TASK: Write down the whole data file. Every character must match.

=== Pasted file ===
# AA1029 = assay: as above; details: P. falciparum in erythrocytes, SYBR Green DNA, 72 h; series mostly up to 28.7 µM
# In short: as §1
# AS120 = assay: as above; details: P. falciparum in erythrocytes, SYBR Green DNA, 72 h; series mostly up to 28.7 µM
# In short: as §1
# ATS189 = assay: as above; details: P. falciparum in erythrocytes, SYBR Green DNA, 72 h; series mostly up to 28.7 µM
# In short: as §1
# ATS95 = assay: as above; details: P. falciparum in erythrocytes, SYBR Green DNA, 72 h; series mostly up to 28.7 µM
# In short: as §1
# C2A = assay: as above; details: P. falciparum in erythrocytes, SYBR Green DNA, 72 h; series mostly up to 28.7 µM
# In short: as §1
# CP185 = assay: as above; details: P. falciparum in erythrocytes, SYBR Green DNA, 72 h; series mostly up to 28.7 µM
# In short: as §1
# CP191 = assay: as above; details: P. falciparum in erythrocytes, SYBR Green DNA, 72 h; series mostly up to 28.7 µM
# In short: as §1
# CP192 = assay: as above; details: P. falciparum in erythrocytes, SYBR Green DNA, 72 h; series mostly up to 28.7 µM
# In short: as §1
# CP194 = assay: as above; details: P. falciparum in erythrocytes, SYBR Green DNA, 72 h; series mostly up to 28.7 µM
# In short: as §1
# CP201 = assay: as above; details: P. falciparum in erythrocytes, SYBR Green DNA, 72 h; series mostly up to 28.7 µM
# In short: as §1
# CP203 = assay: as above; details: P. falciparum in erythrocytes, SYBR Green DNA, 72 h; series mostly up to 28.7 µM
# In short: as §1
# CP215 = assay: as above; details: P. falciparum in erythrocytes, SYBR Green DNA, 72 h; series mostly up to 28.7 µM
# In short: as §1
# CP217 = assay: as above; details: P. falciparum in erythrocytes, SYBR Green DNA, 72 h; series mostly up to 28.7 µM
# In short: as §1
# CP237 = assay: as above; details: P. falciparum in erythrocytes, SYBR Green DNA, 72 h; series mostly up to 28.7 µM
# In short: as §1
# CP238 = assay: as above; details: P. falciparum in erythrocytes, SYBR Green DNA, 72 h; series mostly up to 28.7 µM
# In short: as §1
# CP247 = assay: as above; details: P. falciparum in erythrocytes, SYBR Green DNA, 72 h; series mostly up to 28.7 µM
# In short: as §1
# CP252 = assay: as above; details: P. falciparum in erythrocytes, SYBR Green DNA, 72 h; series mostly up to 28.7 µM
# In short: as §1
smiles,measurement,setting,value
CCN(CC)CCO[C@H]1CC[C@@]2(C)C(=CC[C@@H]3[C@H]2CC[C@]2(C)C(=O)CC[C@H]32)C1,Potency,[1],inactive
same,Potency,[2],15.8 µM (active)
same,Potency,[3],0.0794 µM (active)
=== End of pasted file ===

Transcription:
# AA1029 = assay: as above; details: P. falciparum in erythrocytes, SYBR Green DNA, 72 h; series mostly up to 28.7 µM
# In short: as §1
# AS120 = assay: as above; details: P. falciparum in erythrocytes, SYBR Green DNA, 72 h; series mostly up to 28.7 µM
# In short: as §1
# ATS189 = assay: as above; details: P. falciparum in erythrocytes, SYBR Green DNA, 72 h; series mostly up to 28.7 µM
# In short: as §1
# ATS95 = assay: as above; details: P. falciparum in erythrocytes, SYBR Green DNA, 72 h; series mostly up to 28.7 µM
# In short: as §1
# C2A = assay: as above; details: P. falciparum in erythrocytes, SYBR Green DNA, 72 h; series mostly up to 28.7 µM
# In short: as §1
# CP185 = assay: as above; details: P. falciparum in erythrocytes, SYBR Green DNA, 72 h; series mostly up to 28.7 µM
# In short: as §1
# CP191 = assay: as above; details: P. falciparum in erythrocytes, SYBR Green DNA, 72 h; series mostly up to 28.7 µM
# In short: as §1
# CP192 = assay: as above; details: P. falciparum in erythrocytes, SYBR Green DNA, 72 h; series mostly up to 28.7 µM
# In short: as §1
# CP194 = assay: as above; details: P. falciparum in erythrocytes, SYBR Green DNA, 72 h; series mostly up to 28.7 µM
# In short: as §1
# CP201 = assay: as above; details: P. falciparum in erythrocytes, SYBR Green DNA, 72 h; series mostly up to 28.7 µM
# In short: as §1
# CP203 = assay: as above; details: P. falciparum in erythrocytes, SYBR Green DNA, 72 h; series mostly up to 28.7 µM
# In short: as §1
# CP215 = assay: as above; details: P. falciparum in erythrocytes, SYBR Green DNA, 72 h; series mostly up to 28.7 µM
# In short: as §1
# CP217 = assay: as above; details: P. falciparum in erythrocytes, SYBR Green DNA, 72 h; series mostly up to 28.7 µM
# In short: as §1
# CP237 = assay: as above; details: P. falciparum in erythrocytes, SYBR Green DNA, 72 h; series mostly up to 28.7 µM
# In short: as §1
# CP238 = assay: as above; details: P. falciparum in erythrocytes, SYBR Green DNA, 72 h; series mostly up to 28.7 µM
# In short: as §1
# CP247 = assay: as above; details: P. falciparum in erythrocytes, SYBR Green DNA, 72 h; series mostly up to 28.7 µM
# In short: as §1
# CP252 = assay: as above; details: P. falciparum in erythrocytes, SYBR Green DNA, 72 h; series mostly up to 28.7 µM
# In short: as §1
smiles,measurement,setting,value
CCN(CC)CCO[C@H]1CC[C@@]2(C)C(=CC[C@@H]3[C@H]2CC[C@]2(C)C(=O)CC[C@H]32)C1,Potency,[1],inactive
same,Potency,[2],15.8 µM (active)
same,Potency,[3],0.0794 µM (active)